Dogwoof boards Mandela: Life doc

By Content Nigeria reporter
May 31, 2024

Mandela: Life, from acclaimed South African filmmaker Mandla Dube

A documentary series about African political titan Nelson Mandela is in development with acclaimed South African filmmaker Mandla Dube (Silverton Siege, Heart of the Hunter) attached and a distribution deal in place.

Mandela: Life is a five-part series that will document Mandela’s extraordinary life and the most dramatic period in South African history – 1984 to 1994 – aka the Deadly Decade during which thousands of people died in political violence.

Directed by Dube, the series is authorised by the Nelson Mandela Foundation with exclusive permission to recreate Nelson Mandela’s voice from his personal archive and to feature previously unreleased material and unpublished letters written by him from prison.

The Foundation has granted New Zealand-based publisher Blackwell & Ruth, its long-time creative partner and publisher of five Mandela books, exclusive permission to make the series. Blackwell & Ruth is partnering with Dube as director and will coproduce the series with his Pretoria-based production company Pambili Media.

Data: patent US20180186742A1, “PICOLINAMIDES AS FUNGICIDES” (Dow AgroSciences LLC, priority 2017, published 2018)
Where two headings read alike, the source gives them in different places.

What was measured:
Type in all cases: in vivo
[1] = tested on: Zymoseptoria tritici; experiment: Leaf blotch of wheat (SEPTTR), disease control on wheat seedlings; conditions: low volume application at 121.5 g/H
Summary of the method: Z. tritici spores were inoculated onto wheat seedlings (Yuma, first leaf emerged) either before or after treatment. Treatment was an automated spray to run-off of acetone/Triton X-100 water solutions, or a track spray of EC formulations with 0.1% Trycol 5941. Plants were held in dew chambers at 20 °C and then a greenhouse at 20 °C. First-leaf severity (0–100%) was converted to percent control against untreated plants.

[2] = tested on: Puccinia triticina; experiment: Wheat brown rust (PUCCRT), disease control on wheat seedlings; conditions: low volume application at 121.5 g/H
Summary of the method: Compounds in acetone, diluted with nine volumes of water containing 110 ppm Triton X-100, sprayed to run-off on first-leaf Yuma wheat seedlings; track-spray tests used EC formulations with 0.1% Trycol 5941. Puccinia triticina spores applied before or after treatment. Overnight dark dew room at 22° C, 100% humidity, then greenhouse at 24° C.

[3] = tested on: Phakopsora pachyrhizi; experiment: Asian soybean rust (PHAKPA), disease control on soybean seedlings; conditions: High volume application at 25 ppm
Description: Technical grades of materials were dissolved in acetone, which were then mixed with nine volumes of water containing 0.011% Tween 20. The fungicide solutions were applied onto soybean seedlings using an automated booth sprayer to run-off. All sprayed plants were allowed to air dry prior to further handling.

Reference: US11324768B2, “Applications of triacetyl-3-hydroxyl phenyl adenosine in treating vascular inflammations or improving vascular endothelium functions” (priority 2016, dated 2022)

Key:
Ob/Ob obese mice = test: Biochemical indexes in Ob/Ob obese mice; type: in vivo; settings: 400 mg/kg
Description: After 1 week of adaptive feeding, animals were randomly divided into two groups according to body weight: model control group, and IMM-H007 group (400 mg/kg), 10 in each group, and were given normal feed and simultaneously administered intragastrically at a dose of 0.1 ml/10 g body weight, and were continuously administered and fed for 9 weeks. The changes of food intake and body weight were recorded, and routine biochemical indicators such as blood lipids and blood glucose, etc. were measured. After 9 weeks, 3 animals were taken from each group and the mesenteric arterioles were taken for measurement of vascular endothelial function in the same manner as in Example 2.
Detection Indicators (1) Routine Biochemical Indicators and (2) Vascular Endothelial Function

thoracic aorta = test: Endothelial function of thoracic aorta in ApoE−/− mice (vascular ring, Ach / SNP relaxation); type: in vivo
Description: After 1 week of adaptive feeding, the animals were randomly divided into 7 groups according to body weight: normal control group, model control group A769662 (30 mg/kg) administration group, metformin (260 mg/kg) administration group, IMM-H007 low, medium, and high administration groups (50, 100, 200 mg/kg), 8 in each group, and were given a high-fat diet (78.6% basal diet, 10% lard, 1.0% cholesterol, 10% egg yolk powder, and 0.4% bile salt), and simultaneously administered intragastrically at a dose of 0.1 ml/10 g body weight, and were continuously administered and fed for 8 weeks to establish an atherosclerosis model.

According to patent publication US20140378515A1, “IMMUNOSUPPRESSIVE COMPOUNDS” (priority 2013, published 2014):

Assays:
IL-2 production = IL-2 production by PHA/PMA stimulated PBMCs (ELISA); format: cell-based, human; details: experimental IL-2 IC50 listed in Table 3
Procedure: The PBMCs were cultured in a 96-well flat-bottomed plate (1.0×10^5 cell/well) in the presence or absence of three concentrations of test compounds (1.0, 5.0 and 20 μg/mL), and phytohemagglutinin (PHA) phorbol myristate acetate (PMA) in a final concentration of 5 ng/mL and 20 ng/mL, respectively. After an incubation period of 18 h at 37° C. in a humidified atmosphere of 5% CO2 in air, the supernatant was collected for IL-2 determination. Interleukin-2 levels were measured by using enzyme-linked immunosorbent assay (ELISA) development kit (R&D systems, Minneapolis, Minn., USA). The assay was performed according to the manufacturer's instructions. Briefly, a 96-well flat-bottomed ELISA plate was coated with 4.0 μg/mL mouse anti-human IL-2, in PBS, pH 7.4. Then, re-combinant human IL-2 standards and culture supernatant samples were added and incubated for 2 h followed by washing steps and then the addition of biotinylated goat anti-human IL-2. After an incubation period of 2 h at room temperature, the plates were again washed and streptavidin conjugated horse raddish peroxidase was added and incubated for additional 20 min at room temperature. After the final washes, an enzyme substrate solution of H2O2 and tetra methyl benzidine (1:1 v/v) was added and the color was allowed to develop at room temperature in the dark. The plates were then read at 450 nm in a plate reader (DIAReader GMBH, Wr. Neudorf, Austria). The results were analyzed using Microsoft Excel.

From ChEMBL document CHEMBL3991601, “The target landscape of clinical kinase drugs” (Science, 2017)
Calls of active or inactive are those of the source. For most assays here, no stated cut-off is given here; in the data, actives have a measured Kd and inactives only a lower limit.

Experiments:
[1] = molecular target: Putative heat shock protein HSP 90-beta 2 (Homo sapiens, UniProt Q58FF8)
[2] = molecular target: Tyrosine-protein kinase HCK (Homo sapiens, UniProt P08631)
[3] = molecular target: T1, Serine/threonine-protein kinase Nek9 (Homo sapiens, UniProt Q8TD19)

The series has been in development for two years, according to the producers, and will be ready for global release on Freedom Day, April 27, 2025, the 31st anniversary of South Africa’s first democratic election. London-based distributor Dogwoof Films is attached for international sales.

Mandela: Life “will be Nelson Mandela’s own story in his own words, narrated in his voice,” according to Dogwoof. Made in collaboration with the archive and research team comprising Verne Harris, Razia Saleh and Sahm Venter, the series “aims to be the most rigorously researched, in-depth and personal longform documentary portrait of his life ever produced.”

“The series is being created in a world defined by violence, precarity, fundamentalism and division. It is a moment when Nelson Mandela’s story and the dramatic events that unfolded in South Africa from the mid-1980s to the mid-1990s can serve to inspire a new generation to believe that even the deepest generational division and hatred can be overcome,” added the UK distributor.